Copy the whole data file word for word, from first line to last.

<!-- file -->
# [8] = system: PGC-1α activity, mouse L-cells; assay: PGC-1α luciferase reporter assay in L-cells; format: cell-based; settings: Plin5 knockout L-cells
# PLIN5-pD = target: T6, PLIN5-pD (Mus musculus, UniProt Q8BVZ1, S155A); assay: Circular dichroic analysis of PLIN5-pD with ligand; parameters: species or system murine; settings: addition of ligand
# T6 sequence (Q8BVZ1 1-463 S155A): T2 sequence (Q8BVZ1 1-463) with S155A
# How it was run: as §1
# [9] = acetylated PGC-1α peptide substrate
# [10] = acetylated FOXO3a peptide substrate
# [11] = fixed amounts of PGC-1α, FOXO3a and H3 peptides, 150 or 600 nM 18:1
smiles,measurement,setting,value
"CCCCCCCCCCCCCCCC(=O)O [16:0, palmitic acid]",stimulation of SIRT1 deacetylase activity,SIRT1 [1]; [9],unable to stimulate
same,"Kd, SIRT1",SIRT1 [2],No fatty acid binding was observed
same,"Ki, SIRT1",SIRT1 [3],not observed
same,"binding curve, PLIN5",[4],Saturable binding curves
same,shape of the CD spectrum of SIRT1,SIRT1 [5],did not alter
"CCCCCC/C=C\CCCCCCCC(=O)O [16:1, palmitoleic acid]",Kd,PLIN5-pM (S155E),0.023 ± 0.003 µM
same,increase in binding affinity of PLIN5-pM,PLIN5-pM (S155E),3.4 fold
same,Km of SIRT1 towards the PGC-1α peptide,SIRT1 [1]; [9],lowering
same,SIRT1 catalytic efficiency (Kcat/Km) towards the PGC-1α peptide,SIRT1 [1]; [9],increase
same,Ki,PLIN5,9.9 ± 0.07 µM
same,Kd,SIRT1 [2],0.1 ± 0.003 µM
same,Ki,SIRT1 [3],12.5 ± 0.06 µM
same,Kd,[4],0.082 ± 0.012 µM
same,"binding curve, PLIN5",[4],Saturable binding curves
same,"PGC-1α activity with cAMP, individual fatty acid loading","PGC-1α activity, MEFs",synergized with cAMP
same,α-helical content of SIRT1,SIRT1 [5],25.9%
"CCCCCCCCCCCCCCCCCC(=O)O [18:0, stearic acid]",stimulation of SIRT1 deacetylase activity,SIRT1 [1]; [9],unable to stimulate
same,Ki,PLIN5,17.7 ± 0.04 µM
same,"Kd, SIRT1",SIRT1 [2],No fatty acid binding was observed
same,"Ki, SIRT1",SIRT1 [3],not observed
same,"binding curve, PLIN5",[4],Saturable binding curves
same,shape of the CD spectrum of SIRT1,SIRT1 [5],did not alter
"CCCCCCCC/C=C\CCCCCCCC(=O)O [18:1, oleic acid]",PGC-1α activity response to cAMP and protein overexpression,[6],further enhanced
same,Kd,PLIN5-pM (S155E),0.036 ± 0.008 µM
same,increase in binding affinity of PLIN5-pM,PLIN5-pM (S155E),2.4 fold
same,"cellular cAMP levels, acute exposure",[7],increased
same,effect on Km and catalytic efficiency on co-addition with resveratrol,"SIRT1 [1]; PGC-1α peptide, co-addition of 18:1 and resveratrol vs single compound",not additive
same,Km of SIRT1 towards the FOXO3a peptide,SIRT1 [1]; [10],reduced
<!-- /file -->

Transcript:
# [8] = system: PGC-1α activity, mouse L-cells; assay: PGC-1α luciferase reporter assay in L-cells; format: cell-based; settings: Plin5 knockout L-cells
# PLIN5-pD = target: T6, PLIN5-pD (Mus musculus, UniProt Q8BVZ1, S155A); assay: Circular dichroic analysis of PLIN5-pD with ligand; parameters: species or system murine; settings: addition of ligand
# T6 sequence (Q8BVZ1 1-463 S155A): T2 sequence (Q8BVZ1 1-463) with S155A
# How it was run: as §1
# [9] = acetylated PGC-1α peptide substrate
# [10] = acetylated FOXO3a peptide substrate
# [11] = fixed amounts of PGC-1α, FOXO3a and H3 peptides, 150 or 600 nM 18:1
smiles,measurement,setting,value
"CCCCCCCCCCCCCCCC(=O)O [16:0, palmitic acid]",stimulation of SIRT1 deacetylase activity,SIRT1 [1]; [9],unable to stimulate
same,"Kd, SIRT1",SIRT1 [2],No fatty acid binding was observed
same,"Ki, SIRT1",SIRT1 [3],not observed
same,"binding curve, PLIN5",[4],Saturable binding curves
same,shape of the CD spectrum of SIRT1,SIRT1 [5],did not alter
"CCCCCC/C=C\CCCCCCCC(=O)O [16:1, palmitoleic acid]",Kd,PLIN5-pM (S155E),0.023 ± 0.003 µM
same,increase in binding affinity of PLIN5-pM,PLIN5-pM (S155E),3.4 fold
same,Km of SIRT1 towards the PGC-1α peptide,SIRT1 [1]; [9],lowering
same,SIRT1 catalytic efficiency (Kcat/Km) towards the PGC-1α peptide,SIRT1 [1]; [9],increase
same,Ki,PLIN5,9.9 ± 0.07 µM
same,Kd,SIRT1 [2],0.1 ± 0.003 µM
same,Ki,SIRT1 [3],12.5 ± 0.06 µM
same,Kd,[4],0.082 ± 0.012 µM
same,"binding curve, PLIN5",[4],Saturable binding curves
same,"PGC-1α activity with cAMP, individual fatty acid loading","PGC-1α activity, MEFs",synergized with cAMP
same,α-helical content of SIRT1,SIRT1 [5],25.9%
"CCCCCCCCCCCCCCCCCC(=O)O [18:0, stearic acid]",stimulation of SIRT1 deacetylase activity,SIRT1 [1]; [9],unable to stimulate
same,Ki,PLIN5,17.7 ± 0.04 µM
same,"Kd, SIRT1",SIRT1 [2],No fatty acid binding was observed
same,"Ki, SIRT1",SIRT1 [3],not observed
same,"binding curve, PLIN5",[4],Saturable binding curves
same,shape of the CD spectrum of SIRT1,SIRT1 [5],did not alter
"CCCCCCCC/C=C\CCCCCCCC(=O)O [18:1, oleic acid]",PGC-1α activity response to cAMP and protein overexpression,[6],further enhanced
same,Kd,PLIN5-pM (S155E),0.036 ± 0.008 µM
same,increase in binding affinity of PLIN5-pM,PLIN5-pM (S155E),2.4 fold
same,"cellular cAMP levels, acute exposure",[7],increased
same,effect on Km and catalytic efficiency on co-addition with resveratrol,"SIRT1 [1]; PGC-1α peptide, co-addition of 18:1 and resveratrol vs single compound",not additive
same,Km of SIRT1 towards the FOXO3a peptide,SIRT1 [1]; [10],reduced